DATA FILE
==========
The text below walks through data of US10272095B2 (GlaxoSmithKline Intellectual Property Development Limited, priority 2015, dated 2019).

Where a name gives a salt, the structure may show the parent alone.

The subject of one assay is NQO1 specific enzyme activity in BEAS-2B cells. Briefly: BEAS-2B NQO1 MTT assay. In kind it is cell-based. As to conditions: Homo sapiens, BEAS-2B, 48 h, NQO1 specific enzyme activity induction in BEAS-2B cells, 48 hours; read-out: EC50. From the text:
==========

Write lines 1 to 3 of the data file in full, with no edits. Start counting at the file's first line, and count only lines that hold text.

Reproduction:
The text below walks through data of US10272095B2 (GlaxoSmithKline Intellectual Property Development Limited, priority 2015, dated 2019).

Where a name gives a salt, the structure may show the parent alone.

The subject of one assay is NQO1 specific enzyme activity in BEAS-2B cells. Briefly: BEAS-2B NQO1 MTT assay. In kind it is cell-based. As to conditions: Homo sapiens, BEAS-2B, 48 h, NQO1 specific enzyme activity induction in BEAS-2B cells, 48 hours; read-out: EC50. From the text: